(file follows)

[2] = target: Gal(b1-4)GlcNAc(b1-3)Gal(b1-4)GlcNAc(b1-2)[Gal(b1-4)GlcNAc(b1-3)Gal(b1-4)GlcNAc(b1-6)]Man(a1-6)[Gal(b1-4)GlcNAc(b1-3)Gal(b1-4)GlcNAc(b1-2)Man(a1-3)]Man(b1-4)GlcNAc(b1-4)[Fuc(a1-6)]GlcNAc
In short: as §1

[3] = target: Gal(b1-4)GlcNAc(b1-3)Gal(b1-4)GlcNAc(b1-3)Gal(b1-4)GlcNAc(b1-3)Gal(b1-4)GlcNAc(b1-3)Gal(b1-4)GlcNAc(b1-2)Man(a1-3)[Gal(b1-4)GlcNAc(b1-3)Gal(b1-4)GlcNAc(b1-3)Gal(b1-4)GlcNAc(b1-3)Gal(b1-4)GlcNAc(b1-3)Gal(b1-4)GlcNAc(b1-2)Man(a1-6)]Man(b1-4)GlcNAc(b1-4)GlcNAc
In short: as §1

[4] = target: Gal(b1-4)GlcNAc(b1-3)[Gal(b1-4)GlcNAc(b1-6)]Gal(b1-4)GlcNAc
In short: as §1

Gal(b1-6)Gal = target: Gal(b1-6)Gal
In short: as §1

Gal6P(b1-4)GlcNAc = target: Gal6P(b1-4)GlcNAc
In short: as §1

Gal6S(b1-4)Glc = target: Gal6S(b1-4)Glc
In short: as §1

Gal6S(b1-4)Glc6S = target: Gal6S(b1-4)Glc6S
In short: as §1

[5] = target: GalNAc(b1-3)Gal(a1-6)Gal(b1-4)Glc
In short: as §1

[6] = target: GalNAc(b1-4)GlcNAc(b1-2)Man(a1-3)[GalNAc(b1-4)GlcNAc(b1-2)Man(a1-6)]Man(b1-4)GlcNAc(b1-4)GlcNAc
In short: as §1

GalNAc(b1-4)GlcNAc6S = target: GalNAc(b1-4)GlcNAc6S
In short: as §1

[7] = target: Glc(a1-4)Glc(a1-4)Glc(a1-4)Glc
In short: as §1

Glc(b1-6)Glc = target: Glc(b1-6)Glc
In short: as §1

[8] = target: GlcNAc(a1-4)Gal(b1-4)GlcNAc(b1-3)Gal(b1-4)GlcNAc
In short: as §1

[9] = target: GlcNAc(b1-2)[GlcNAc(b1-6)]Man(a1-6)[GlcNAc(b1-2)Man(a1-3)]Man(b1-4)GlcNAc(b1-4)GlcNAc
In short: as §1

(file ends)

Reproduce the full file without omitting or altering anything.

[2] = target: Gal(b1-4)GlcNAc(b1-3)Gal(b1-4)GlcNAc(b1-2)[Gal(b1-4)GlcNAc(b1-3)Gal(b1-4)GlcNAc(b1-6)]Man(a1-6)[Gal(b1-4)GlcNAc(b1-3)Gal(b1-4)GlcNAc(b1-2)Man(a1-3)]Man(b1-4)GlcNAc(b1-4)[Fuc(a1-6)]GlcNAc
In short: as §1

[3] = target: Gal(b1-4)GlcNAc(b1-3)Gal(b1-4)GlcNAc(b1-3)Gal(b1-4)GlcNAc(b1-3)Gal(b1-4)GlcNAc(b1-3)Gal(b1-4)GlcNAc(b1-2)Man(a1-3)[Gal(b1-4)GlcNAc(b1-3)Gal(b1-4)GlcNAc(b1-3)Gal(b1-4)GlcNAc(b1-3)Gal(b1-4)GlcNAc(b1-3)Gal(b1-4)GlcNAc(b1-2)Man(a1-6)]Man(b1-4)GlcNAc(b1-4)GlcNAc
In short: as §1

[4] = target: Gal(b1-4)GlcNAc(b1-3)[Gal(b1-4)GlcNAc(b1-6)]Gal(b1-4)GlcNAc
In short: as §1

Gal(b1-6)Gal = target: Gal(b1-6)Gal
In short: as §1

Gal6P(b1-4)GlcNAc = target: Gal6P(b1-4)GlcNAc
In short: as §1

Gal6S(b1-4)Glc = target: Gal6S(b1-4)Glc
In short: as §1

Gal6S(b1-4)Glc6S = target: Gal6S(b1-4)Glc6S
In short: as §1

[5] = target: GalNAc(b1-3)Gal(a1-6)Gal(b1-4)Glc
In short: as §1

[6] = target: GalNAc(b1-4)GlcNAc(b1-2)Man(a1-3)[GalNAc(b1-4)GlcNAc(b1-2)Man(a1-6)]Man(b1-4)GlcNAc(b1-4)GlcNAc
In short: as §1

GalNAc(b1-4)GlcNAc6S = target: GalNAc(b1-4)GlcNAc6S
In short: as §1

[7] = target: Glc(a1-4)Glc(a1-4)Glc(a1-4)Glc
In short: as §1

Glc(b1-6)Glc = target: Glc(b1-6)Glc
In short: as §1

[8] = target: GlcNAc(a1-4)Gal(b1-4)GlcNAc(b1-3)Gal(b1-4)GlcNAc
In short: as §1

[9] = target: GlcNAc(b1-2)[GlcNAc(b1-6)]Man(a1-6)[GlcNAc(b1-2)Man(a1-3)]Man(b1-4)GlcNAc(b1-4)GlcNAc
In short: as §1